Although policy rates are still unchanged, the People’s Bank of China has begun to use other instruments in its monetary toolkit to quell rising indebtedness. Policy tightening should reduce financial market risk, but policymakers fear substantial tightening and higher rates could destabilise markets and weaken the ability of firms to service their debts.
The PBoC has kept its benchmark bank lending rate, the one-year Loan Prime Rate (LPR) at 3.85 % since April 2020. The LPR is based on the PBoC’s one-year medium-term lending facility (MLF) rate. Both MLF rates and standing lending facility (SLF) rates have been kept unchanged. The central bank uses reverse repos in its open market operations and their rates have also been unchanged. It has made no changes in the levels of bank reserve requirements during the past year. Interbank market rates rose briefly in the first quarter, but have since tracked PBoC policy rates.
The PBoC this year has achieved a net reduction in market liquidity through its open market operations. The PBoC’s lending facilities have been used to grant banks less new funding that has matured. The PBoC operations resulted in a net reduction in market liquidity of nearly 500 billion yuan in January-March. In the same period in 2020, the central bank boosted market liquidity by nearly 1.4 trillion yuan.
In typical Chinese style, the PBoC has sought to stem lending growth by issuing direct orders to banks (“window guidance”). According to media reports, the PBoC instructed banks in March to keep their lending this year to last year’s level. Bloomberg reports that certain foreign banks have also been separately admonished to reduce their lending. The PBoC is worried about the rapid growth of the credit stock. According to media reports, banks were instructed to keep their first-quarter new lending no higher than year ago (7.1 trillion yuan) or preferably less. However, lending somewhat overshot the mark (7.7 trillion yuan) in the first quarter.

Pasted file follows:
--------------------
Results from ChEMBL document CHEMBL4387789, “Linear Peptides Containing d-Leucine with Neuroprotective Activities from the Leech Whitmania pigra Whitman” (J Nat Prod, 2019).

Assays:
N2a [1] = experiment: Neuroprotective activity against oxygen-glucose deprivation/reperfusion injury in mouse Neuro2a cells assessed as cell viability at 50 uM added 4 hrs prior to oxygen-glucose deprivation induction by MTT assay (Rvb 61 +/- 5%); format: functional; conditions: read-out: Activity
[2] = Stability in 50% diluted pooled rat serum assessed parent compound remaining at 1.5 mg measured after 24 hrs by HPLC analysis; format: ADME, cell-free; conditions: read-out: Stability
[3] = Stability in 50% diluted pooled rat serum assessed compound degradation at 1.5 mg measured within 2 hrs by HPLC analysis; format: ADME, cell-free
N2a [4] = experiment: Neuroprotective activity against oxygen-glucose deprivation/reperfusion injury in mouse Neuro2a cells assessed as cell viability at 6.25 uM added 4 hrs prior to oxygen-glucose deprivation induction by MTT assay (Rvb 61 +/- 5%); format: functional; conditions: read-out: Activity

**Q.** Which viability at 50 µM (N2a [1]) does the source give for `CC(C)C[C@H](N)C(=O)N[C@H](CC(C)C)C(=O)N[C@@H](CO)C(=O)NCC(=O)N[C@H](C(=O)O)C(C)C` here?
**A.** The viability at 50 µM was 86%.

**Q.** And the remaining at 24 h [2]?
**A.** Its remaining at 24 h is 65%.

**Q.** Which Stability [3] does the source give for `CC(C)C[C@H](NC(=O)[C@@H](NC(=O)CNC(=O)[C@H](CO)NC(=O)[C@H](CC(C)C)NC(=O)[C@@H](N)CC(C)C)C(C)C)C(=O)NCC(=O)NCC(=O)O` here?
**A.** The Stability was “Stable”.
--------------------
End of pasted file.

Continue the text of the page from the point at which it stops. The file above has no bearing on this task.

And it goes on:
The bank lending stock grew by 13 % y-o-y in the first quarter of this year. The PBoC has announced its target of keeping growth in the credit stock roughly in line with the pace of nominal GDP growth. For example, the IMF expects China to experience nominal GDP growth this year of just under 12 %. At the end of March, the bank credit stock was about 170 % of GDP and the PBoC’s broad credit indicator, “aggregate financing to the real economy” (AFRE), corresponded to 278 % of GDP. The PBoC figures show that the ratio of AFRE to GDP fell slightly from the end of last year, due in part to reduction in the stock of shadow banking sector instruments.
Policy rates have remained unchanged for a year. Interbank market rates have largely tracked policy rates
Sources: CEIC, People’s Bank of China, National Interbank Funding Center and BOFIT.